Discoveries came in 1923 and 1924, but the long hoped-for giant Seminole area oilfield arrived in 1926.
Many historic oil and natural gas discoveries followed the Indian Territory’s first oil well drilled at Bartlesville in 1897, especially after statehood came a decade later. Few of these discoveries had the tremendous economic impact as the greater area Seminole oil boom of the 1920s.
Although oil from the 1897 Bartlesville discovery could not get to refineries for two years (lacking transportation infrastructure), the first Oklahoma oil well brought more exploration.
Other major Indian Territory discoveries soon arrived, including the Red Fork Gusher of 1901, which helped in Making Tulsa “Oil Capital of the World.” The Seminole oil boom eclipsed them all.
The struggling farming region’s petroleum prosperity arrived on July 16, 1926, with a wildcat well near the town of Seminole, about an hour east and south of Oklahoma City. The Fixico No. 1 well revealed the prolific Wilcox sands at about 4,075 feet deep. The discovery quickly launched a summer frenzy of drilling and production.
World Leader in Oil Production
By 1935, the new oilfields around Seminole became the largest supplier of oil in the world. More than 60 petroleum reservoirs were found in 1,300 square miles — and seven were “giants,” producing more than million barrels of oil each.
Seismic technology first helped find oil in 1928 when the Viola limestone formation on December 4 near Seminole,. The well was the world’s first oil discovery in a geological structure that had been identified by reflection (learn more in Exploring Seismic Waves).
The greater Seminole area oilfields would “swing the United States’ oil reserves from scarcity to surplus,” noted one historian.
Flowing at 6,120 barrels of oil a day, the Fixico discovery well of R.F. Garland and Independent Oil Company was among five Seminole-area oil reservoirs discovered by 1927. The series of discoveries included strikes in the Hunton lime formation by Indian Territory Illuminating Oil Company in March 1926, followed by a July discovery of Wilcox sand production by Amerada Petroleum Company nearby.
“In rapid succession came discoveries of the Searight, Earlsboro, Bowlegs and Little River reservoirs,” according to a 1977 granite monument near the entrance to Seminole Municipal Park. The discoveries brought 20,000 oilfield workers to Seminole County — and created several classic petroleum boom towns. The prosperity of these discoveries would transform life in many central Oklahoma communities.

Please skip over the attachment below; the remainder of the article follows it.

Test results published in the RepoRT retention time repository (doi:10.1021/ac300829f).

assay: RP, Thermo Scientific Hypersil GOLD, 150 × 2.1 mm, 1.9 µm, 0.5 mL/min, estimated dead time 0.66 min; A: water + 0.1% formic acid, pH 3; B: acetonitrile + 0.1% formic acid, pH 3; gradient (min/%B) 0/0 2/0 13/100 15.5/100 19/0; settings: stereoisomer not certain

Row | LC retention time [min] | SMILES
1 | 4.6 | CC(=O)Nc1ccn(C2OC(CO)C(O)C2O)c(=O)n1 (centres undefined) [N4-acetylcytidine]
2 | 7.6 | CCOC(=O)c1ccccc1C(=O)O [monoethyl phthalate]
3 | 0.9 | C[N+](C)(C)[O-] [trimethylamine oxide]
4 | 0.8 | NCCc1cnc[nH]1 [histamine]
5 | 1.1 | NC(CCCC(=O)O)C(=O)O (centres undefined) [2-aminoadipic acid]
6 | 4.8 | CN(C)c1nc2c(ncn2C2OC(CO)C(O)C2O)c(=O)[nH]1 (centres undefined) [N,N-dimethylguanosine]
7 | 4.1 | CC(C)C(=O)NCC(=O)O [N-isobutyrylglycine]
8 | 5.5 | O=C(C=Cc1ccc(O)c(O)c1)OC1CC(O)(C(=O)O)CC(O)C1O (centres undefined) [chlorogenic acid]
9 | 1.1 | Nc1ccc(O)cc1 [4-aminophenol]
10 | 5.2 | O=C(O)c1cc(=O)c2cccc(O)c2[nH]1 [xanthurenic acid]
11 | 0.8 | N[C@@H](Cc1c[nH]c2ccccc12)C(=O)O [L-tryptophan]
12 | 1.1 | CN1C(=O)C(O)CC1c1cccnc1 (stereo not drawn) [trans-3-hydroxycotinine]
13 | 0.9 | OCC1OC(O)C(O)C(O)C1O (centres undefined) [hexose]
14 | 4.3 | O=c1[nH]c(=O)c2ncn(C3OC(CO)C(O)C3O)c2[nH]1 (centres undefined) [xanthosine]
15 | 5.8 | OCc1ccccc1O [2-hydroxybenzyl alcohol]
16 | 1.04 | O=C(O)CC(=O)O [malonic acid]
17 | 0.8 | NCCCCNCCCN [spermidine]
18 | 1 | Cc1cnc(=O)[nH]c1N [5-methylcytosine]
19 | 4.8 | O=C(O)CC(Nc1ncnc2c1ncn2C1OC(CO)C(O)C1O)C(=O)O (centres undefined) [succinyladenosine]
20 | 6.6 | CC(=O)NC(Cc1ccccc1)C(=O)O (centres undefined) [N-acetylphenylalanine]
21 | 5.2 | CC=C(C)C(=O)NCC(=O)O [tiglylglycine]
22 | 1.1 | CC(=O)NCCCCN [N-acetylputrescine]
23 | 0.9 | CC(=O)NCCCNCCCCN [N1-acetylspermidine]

Prior to the oil boom period, the greater Seminole area was one of the poorest economic areas in Oklahoma. The Seminoles were the smallest in numbers and the lowest on the economic scale of the Five Civilized Tribes.
“By the 1920s, farmers in Seminole County, like those elsewhere, were beginning to feel the pinch of hard times created by falling prices for farm produce. An advertisement of the First National Bank in the Seminole County News urged people to have clear heads, stout hearts and busy hands, and to remember that greater problems had been met and solved,” noted historian Louise Welsh in A History of the Greater Seminole Oil Field.
“It was quite natural that, under such stress, the prospect of finding oil should occasion both excitement and hope, since the prospect of leasing his land might provide the necessary funds with which the hard-pressed farmer could pay off his mortgage,” Welsh reported.
Although the area’s first discovery came near Wewoka in 1923, and the Cromwell oilfield was developed in 1924, and leasing activity continued around Seminole, it was not until 1926 that the long hoped-for giant discovery was realized.
“It was the Independent Oil and Gas Company’s No. 1 Fixico, whose 6,120 barrels a day from the Wilcox created a real bonanza, that precipitated the Seminole boom,” Welsh explained.
Seminole county’s population alone increased from 23,808 in 1920 to 79,621 in 1930.
At its height, the Seminole City oilfield accounted for 2.6 percent of the world’s oil production, she added, noting that the massive production glutted oil markets and resulted in a price collapse to as low as 15 cents per barrel. The oilfields were then placed under state control.
“Thus, the conservation movement, as far as the oil industry is concerned, started in Oklahoma and largely in the greater Seminole areas,” Welsh concluded. Dedicated volunteers operated the Oklahoma Oil Museum at 1800 Hwy. 9 West in Seminole.
Recommended Reading: A History of the Greater Seminole Oil Field (1981); Oil And Gas In Oklahoma: Petroleum Geology In Oklahoma (2013); Oil in Oklahoma (1976). As an Amazon Associate, AOGHS earns a commission from qualifying purchases.
The American Oil & Gas Historical Society preserves U.S. petroleum history. Become an AOGHS annual supporting member and help maintain this energy education website and expand historical research. For more information, contact firstname.lastname@example.org. © 2022 Bruce A. Wells.
Citation Information – Article Title: “Seminole Oil Boom.” Authors: B.A. Wells and K.L. Wells. Website Name: American Oil & Gas Historical Society. URL: https://aoghs.org/petroleum-pioneers/seminole-oil-boom. Last Updated: July 8, 2022. Original Published Date: April 29, 2014.